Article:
Nine-time Grammy Award winning musician Norah Jones is renowned for her diverse musical palate. The musician has jumped seamlessly between jazz, pop, rock, country and folk throughout her prosperous career. Day Breaks, Jones’ latest album, marks her return to the studio after a four-year hiatus. The singer’s Little Broken Hearts, released in 2012, was followed by a lengthy world tour. Afterwards, besides a few media appearances, Jones maintained a relatively low profile. Day Breaks provides fans with a measured, comprehensive showcase of Jones’ musical ability. The album does not attempt anything too flashy, and is a relatively safe return for Jones. Nevertheless, Day Breaks still manages to capture the vintage feel of earlier albums such as Come Away With Me, and provides a relaxing escape from the pressures of everyday life if one is willing to slow down and listen.
Day Breaks opens with “Burn,” an eerie lounge-jazz fusion track punctuated by solemn alto saxophone runs. “The plot begins with you and me in darklit rooms,” Jones croons over the plodding upright bass line, “Your cigarette cuts through; I wear it like perfume.” The feel is soon livened by “Flipside,” a dynamic track with a driving backbeat and a soaring organ. The chorus picks up the pace even more with Jones’ belting voice piercing through percussive piano and tambourine.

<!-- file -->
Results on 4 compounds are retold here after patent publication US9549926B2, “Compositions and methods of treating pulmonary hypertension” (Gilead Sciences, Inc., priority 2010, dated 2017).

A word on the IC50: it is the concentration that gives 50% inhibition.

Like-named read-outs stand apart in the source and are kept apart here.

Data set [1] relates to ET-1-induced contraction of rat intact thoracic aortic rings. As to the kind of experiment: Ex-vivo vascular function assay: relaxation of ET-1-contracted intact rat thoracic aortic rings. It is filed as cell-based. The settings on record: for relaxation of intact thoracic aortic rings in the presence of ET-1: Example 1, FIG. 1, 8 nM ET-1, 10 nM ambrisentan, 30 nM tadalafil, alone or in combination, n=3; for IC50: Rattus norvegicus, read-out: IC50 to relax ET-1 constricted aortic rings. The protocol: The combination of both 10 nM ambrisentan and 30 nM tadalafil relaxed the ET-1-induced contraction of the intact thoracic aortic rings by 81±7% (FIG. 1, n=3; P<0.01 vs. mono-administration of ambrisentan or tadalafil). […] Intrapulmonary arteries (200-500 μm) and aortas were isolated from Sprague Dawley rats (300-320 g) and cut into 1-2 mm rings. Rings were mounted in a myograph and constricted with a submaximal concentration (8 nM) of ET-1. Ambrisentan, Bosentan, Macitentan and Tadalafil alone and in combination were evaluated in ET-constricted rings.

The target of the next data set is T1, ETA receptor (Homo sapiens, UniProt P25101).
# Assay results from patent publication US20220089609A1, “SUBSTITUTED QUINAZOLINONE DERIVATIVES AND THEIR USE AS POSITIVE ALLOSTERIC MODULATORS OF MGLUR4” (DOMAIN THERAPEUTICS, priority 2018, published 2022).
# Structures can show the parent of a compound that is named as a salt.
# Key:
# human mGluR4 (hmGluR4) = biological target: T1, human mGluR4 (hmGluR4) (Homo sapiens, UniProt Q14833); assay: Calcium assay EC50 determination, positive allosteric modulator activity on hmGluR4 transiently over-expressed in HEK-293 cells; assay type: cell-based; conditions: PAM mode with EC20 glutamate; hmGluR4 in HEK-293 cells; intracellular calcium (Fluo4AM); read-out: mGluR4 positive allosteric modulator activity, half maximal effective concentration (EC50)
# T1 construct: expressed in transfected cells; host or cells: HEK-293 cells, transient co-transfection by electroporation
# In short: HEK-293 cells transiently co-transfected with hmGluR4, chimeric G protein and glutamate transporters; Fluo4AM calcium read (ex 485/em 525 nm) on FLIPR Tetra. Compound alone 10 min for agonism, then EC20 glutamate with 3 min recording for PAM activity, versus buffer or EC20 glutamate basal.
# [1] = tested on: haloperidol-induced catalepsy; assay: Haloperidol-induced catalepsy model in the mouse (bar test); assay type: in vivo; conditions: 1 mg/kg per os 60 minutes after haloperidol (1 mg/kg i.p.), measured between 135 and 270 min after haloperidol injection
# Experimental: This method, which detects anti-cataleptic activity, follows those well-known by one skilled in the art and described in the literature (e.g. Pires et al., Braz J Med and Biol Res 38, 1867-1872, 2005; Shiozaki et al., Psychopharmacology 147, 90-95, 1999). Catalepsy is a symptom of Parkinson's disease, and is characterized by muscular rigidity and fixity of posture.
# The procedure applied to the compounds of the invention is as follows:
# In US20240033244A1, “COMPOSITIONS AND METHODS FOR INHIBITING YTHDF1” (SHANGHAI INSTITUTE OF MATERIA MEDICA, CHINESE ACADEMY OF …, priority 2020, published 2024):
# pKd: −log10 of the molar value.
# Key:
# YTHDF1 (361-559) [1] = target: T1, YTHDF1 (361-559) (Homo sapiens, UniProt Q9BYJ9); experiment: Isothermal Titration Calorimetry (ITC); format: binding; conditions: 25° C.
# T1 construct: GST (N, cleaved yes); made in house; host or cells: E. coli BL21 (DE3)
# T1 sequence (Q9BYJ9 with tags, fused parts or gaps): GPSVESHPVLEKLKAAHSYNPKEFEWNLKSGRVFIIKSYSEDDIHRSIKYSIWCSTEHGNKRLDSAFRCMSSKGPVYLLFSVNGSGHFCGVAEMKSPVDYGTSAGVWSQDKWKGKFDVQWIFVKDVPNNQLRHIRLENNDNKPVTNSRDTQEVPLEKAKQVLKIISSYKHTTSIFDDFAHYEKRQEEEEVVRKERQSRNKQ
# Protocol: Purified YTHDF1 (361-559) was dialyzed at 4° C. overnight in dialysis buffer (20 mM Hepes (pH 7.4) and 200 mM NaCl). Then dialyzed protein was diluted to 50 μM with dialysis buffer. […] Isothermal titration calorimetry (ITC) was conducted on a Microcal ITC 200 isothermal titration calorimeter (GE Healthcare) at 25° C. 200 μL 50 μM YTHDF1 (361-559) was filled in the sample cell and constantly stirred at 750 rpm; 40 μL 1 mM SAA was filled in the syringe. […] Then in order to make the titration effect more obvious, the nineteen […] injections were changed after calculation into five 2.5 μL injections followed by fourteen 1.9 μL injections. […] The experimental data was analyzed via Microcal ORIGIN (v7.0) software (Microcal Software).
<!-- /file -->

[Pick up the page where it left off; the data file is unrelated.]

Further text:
After the final notes of “Flipside,” the album soon begins to lose its grip on the listener. Jones fails to provide anything noteworthy through the middle of her album, the lowest point being “Don’t Be Denied,” a relatively straight-forward Neil Young cover with tinges of country and folk. The lyrics are not of a high pedigree and do not warrant simple instrumentation but rather a more complex feel. Furthermore, the cover choice and the style do nothing to elevate the album. “Don’t be Denied” marks a rather disappointing string of songs in the record, including “Once I Had a Laugh” and “Peace.”
The record is elevated out of this lull with “Sleeping Wild,” a pensive, ponderous, and beautifully crafted composition. “I love, adore you awake,” Jones wistfully sings, “but in the night, deceive you and leave you sleeping wild.” The melancholy tone of the lyrics is accentuated by the somber orchestral movements and the brighter piano work and somber bass rhythms. “Carry On,” the album’s first and only single, continues this upward trend and leads into “African Flower,” which calmly brings the record to a close with its soothing instrumentation.
Norah Jones visits Washington this weekend in a two-night stint at the Lincoln Theater. Jones will be playing songs from her new album along with a few popular hits. Get your last-minute tickets for the Sunday night show here!
With help from Ahmed “King” Latif(a)
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